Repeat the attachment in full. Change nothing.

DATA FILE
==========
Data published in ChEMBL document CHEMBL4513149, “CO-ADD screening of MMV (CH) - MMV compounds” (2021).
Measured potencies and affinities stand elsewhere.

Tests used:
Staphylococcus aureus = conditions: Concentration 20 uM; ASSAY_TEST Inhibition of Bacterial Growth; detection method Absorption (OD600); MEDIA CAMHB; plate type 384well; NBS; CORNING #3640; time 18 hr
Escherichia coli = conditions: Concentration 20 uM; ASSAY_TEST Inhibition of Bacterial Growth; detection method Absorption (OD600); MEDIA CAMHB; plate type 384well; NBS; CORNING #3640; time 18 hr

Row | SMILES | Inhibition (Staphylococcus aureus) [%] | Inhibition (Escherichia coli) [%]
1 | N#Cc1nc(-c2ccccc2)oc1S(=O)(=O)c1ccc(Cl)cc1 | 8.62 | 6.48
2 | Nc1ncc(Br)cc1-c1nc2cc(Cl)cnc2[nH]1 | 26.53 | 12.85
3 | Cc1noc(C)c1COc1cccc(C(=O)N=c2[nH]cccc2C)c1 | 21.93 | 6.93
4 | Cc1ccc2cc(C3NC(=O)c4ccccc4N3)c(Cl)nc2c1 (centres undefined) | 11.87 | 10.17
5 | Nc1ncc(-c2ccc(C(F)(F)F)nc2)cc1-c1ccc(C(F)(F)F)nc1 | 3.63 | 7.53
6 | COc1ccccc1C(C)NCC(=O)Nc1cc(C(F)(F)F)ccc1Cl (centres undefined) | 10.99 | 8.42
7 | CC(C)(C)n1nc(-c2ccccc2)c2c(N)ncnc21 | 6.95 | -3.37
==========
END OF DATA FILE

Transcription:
Data published in ChEMBL document CHEMBL4513149, “CO-ADD screening of MMV (CH) - MMV compounds” (2021).
Measured potencies and affinities stand elsewhere.

Tests used:
Staphylococcus aureus = conditions: Concentration 20 uM; ASSAY_TEST Inhibition of Bacterial Growth; detection method Absorption (OD600); MEDIA CAMHB; plate type 384well; NBS; CORNING #3640; time 18 hr
Escherichia coli = conditions: Concentration 20 uM; ASSAY_TEST Inhibition of Bacterial Growth; detection method Absorption (OD600); MEDIA CAMHB; plate type 384well; NBS; CORNING #3640; time 18 hr

Row | SMILES | Inhibition (Staphylococcus aureus) [%] | Inhibition (Escherichia coli) [%]
1 | N#Cc1nc(-c2ccccc2)oc1S(=O)(=O)c1ccc(Cl)cc1 | 8.62 | 6.48
2 | Nc1ncc(Br)cc1-c1nc2cc(Cl)cnc2[nH]1 | 26.53 | 12.85
3 | Cc1noc(C)c1COc1cccc(C(=O)N=c2[nH]cccc2C)c1 | 21.93 | 6.93
4 | Cc1ccc2cc(C3NC(=O)c4ccccc4N3)c(Cl)nc2c1 (centres undefined) | 11.87 | 10.17
5 | Nc1ncc(-c2ccc(C(F)(F)F)nc2)cc1-c1ccc(C(F)(F)F)nc1 | 3.63 | 7.53
6 | COc1ccccc1C(C)NCC(=O)Nc1cc(C(F)(F)F)ccc1Cl (centres undefined) | 10.99 | 8.42
7 | CC(C)(C)n1nc(-c2ccccc2)c2c(N)ncnc21 | 6.95 | -3.37